Gorge Wilderness Areas: Mount Hood Wilderness

Every wilderness has a story.

Mt. Hood. Photo: Jurgen Hess

Mt. Hood. Photo: Jurgen Hess

This story is told from many perspectives: those of the rocks and their movement within the earth, of trees’ rebirth and growth, animals, human use, and ancient legends.

Native legend tells of Wyest, Klickitat and Loo-wit. Two brothers: one, Chief of the Multnomah, the other, Chief of the Klickitat people, quarreled over a beautiful woman. The Great Spirit, angered with the fighting brothers and tribes, turned the brothers and the beautiful maiden into mountains.

Wyeast now looks over the land and people from his snow capped peak. He is known as Mt. Hood. The powerful volcano stands as the pinnacle of the Mount Hood Wilderness.

Life of the Volcano

Legend says the two brothers hurled rocks, spewed fire and continued to fight long after their punishment. The volcano waits dormant–for now. Wyeast’s last eruption occurred around the time of Lewis and Clark.

Mt. Hood has had three major eruptive periods over the last 2000 years. These eruptions buried trees in ash causing some to become fossilized. Luckily, erosion has uncovered some of these forests. Wyeast’s rage can be traced through these prehistoric buried forests throughout the Mount Hood Wilderness. Prehistoric buried forests help explain the past and show the far-reaching effects of volcanic activity.

USGS photo

USGS photo

The buried forests can be seen at six  locations:

  1. Illumination Ridge’s south side, north of Paradise Park, also known as the Stadter Buried Forest.
  2. On the Zigzag River near Twin Bridges campground, two forests are found here.
  3. White River canyon near Timberline Lodge.
  4. Along the Sandy River from Old Maid Flat to Brightwood.
  5. In the bed of the Zigzag river near Tollgate Wayside
  6. Along the lower Sandy River, downstream of Marmot Dam.

Revival of the Forest

While vegetation was all but destroyed during Mt. Hood’s eruption, rich soil deposits left after the volcanic upheaval created a prime environment for new plant life.

The new rich soil combined with moisture and time made for robust and prolific plant life. Douglas-fir and ponderosa pine, along with mountain hemlock and spruce grow tall. Lush coverage of Oregon grape, huckleberry , wild Oregon strawberries, twinflower, vanilla leaf, kinnikinnick and a range of other plant species, make up the forest today.

One key wilderness values is to provide untouched areas for animals and plants. A recovering population of wolves, the red fox and rare western honey bee, are just a few endangered species protected in the wilderness area around Mt. Hood. Frogs, salamander, loon, duck, eagles, hawks, butterflies, beetles, shrews, bats, foxes, bear, elk, bobcat and more make the bounty of Wyeast’s wrath their home.

Visiting the Wilderness

Mt. Hood. Photo by George Wuerthner, Wilderness.net

Mt. Hood. Photo by George Wuerthner, Wilderness.net

Congress created the Mount Hood Wilderness in 1964. Since then, it has been a popular location for outdoor enthusiasts and weekend adventurers looking to enjoy its 63,177 acres.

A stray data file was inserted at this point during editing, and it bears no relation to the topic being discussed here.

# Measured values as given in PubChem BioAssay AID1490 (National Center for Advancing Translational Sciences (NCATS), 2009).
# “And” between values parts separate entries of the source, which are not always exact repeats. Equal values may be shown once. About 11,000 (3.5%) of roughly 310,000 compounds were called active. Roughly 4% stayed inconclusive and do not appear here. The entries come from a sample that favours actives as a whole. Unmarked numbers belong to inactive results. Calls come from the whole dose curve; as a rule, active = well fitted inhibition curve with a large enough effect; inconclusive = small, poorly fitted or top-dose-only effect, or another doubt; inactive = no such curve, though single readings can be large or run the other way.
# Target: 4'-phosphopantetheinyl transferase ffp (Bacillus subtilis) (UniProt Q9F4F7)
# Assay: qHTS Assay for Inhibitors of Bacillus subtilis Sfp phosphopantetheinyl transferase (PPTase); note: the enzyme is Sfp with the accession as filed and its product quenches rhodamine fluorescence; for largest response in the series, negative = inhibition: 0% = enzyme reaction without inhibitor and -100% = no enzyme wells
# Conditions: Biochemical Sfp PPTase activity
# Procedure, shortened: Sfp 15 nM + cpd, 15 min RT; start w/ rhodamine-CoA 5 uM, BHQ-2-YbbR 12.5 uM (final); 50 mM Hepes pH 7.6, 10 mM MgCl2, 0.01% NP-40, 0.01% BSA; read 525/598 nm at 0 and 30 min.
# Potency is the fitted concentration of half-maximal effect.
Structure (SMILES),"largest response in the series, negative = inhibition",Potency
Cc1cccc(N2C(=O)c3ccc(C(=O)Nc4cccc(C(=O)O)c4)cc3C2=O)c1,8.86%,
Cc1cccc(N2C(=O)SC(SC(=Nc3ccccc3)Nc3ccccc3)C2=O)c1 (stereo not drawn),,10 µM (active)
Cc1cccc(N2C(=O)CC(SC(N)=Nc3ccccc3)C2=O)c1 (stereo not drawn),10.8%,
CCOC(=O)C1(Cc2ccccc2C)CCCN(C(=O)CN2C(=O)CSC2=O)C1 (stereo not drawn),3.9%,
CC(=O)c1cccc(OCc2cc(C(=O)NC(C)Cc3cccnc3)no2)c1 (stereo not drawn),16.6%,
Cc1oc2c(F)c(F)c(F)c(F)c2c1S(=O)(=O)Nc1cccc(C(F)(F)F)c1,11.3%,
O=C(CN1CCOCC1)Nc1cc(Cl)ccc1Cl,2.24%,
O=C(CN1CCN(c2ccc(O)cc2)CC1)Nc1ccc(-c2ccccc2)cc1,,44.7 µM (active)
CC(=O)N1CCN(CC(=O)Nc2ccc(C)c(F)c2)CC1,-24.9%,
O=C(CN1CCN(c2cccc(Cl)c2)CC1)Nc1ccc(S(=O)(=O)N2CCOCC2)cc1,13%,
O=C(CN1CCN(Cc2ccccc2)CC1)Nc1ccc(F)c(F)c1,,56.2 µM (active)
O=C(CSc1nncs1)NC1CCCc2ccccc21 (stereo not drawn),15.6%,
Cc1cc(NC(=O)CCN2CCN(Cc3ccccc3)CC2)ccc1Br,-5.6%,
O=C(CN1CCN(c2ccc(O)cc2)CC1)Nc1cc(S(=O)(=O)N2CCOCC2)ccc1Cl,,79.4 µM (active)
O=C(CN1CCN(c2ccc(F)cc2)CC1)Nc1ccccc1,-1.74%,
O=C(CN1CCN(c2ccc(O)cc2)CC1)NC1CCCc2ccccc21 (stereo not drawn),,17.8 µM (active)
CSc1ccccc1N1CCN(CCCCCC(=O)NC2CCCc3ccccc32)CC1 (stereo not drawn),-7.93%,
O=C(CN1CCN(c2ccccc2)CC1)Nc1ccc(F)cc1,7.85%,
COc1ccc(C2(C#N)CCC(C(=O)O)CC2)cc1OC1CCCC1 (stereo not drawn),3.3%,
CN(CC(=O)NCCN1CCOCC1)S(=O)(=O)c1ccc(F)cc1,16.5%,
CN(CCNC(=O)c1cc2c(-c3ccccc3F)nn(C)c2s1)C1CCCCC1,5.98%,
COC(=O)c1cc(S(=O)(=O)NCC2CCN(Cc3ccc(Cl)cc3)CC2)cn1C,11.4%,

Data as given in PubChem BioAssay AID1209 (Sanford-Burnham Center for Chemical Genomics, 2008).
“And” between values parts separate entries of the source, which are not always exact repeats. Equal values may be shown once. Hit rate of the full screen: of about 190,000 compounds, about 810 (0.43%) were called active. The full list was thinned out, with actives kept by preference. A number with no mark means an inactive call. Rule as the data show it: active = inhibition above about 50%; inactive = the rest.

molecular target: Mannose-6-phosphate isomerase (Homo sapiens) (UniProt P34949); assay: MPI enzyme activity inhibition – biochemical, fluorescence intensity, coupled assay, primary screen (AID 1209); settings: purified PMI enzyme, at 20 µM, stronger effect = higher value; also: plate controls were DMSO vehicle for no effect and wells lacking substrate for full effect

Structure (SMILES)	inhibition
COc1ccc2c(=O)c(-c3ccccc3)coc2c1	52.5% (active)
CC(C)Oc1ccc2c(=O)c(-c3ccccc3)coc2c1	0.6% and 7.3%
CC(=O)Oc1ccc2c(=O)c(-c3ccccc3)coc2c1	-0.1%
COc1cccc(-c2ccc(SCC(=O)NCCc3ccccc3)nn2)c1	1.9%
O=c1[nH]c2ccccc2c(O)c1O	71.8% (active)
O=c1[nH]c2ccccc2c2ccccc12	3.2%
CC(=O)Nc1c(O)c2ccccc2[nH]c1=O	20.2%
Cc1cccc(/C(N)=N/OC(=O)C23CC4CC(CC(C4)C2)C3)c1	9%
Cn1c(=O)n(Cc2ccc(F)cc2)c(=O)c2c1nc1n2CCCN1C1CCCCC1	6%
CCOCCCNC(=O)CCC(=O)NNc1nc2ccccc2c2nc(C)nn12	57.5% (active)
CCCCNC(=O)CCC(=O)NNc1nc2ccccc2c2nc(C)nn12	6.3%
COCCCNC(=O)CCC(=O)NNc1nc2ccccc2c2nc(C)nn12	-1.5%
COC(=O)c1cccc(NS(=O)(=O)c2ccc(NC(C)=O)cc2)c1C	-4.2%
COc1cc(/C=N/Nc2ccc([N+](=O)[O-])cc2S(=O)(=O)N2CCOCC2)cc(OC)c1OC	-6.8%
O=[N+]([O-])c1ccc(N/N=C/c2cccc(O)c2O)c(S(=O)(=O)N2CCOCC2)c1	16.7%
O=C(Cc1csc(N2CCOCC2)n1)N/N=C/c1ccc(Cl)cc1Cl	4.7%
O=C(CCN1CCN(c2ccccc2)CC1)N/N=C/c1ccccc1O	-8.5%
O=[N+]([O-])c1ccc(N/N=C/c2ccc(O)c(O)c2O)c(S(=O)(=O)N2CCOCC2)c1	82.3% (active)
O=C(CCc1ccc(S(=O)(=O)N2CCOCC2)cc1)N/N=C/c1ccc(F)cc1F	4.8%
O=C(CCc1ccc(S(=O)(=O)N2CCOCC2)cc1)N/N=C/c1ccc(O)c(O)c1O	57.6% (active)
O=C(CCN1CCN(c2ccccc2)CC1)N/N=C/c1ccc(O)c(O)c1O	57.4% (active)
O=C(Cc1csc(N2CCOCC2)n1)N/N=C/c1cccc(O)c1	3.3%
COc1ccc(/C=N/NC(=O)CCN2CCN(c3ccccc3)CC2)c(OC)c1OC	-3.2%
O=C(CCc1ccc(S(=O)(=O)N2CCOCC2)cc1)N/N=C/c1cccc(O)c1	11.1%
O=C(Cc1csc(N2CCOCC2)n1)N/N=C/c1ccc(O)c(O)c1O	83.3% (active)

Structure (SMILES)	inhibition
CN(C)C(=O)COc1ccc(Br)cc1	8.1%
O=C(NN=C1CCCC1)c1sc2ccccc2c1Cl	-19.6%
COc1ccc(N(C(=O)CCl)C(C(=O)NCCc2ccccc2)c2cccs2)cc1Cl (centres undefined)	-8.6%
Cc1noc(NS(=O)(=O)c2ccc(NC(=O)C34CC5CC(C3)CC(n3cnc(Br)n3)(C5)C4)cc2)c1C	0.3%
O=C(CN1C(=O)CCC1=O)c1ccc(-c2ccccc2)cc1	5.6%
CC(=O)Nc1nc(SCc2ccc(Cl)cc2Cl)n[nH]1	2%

In 2009, President Obama expanded the Mt. Hood Wilderness by adding lands around Mount Hood and in the Columbia River Gorge. Several areas including Boulder Lake and Salmon River were promoted as inclusions in the expansion by conservationists, but did not receive protection in this amendment.

Popular activities like hiking, mountain climbing and snow sports bring visitors eager to enjoy the wilderness. Mt. Hood holds 12 glaciers. The rough terrain left from glacial movement can make for a technical and dangerous climbs. The mountain has claimed the lives of over 100 people, yet it remains one of the most visited peaks in America. Mount Hood also hosts the largest glacier cave system in the contiguous United States.

Just outside the wilderness Timberline lodge, Mt. Hood Meadows, Mt Hood Skibowl and a handful of X-County skiing and snowshoeing trails make for a range of winter time recreation.

Lewis' monkey flower. Photo: Jurgen Hess

Lewis’ monkey flower. Photo: Jurgen Hess

Summer means hiking parts of the Pacific Crest Trail or the popular Timberline trail which encircles the mountain. With over 30 main trail systems, hikers have a ranges of options:   forests, glacial stream beds. to cliffs and rocky mountain trails.

If you are more into relaxing and enjoying the scenery, fly fishing for trout in one of the many stocked lakes is a must. While you are at it, make it a night and camp out underneath the stars.

A wilderness permit is required to enter the wilderness area from May 15 through October 15. Permits are free and are self issued at trailheads and wilderness boundaries. Climbers must have a permit year round when on the south side of the climbing route. Climbing permits are available at Wyeast Timberline Day Lodge

For more information visit Wilderness.net

 

 

 

By | 2016-12-13T01:59:33+00:00 November 6th, 2014|Categories: News, Wildlife Habitat|0 Comments

About the Author:

Kelsey Alsheimer, raised in Anchorage, Alaska, she graduated from Washington State University with a Bachelor in Communication and a Minor in Fine Arts. While at school, she met her husband to be, Taylor, and they now live in The Dalles, OR. With full time work and play, Kelsey also finds time to chip away at her children’s book, volunteer at the Columbia Gorge Arts Center and contribute to envirogorge.

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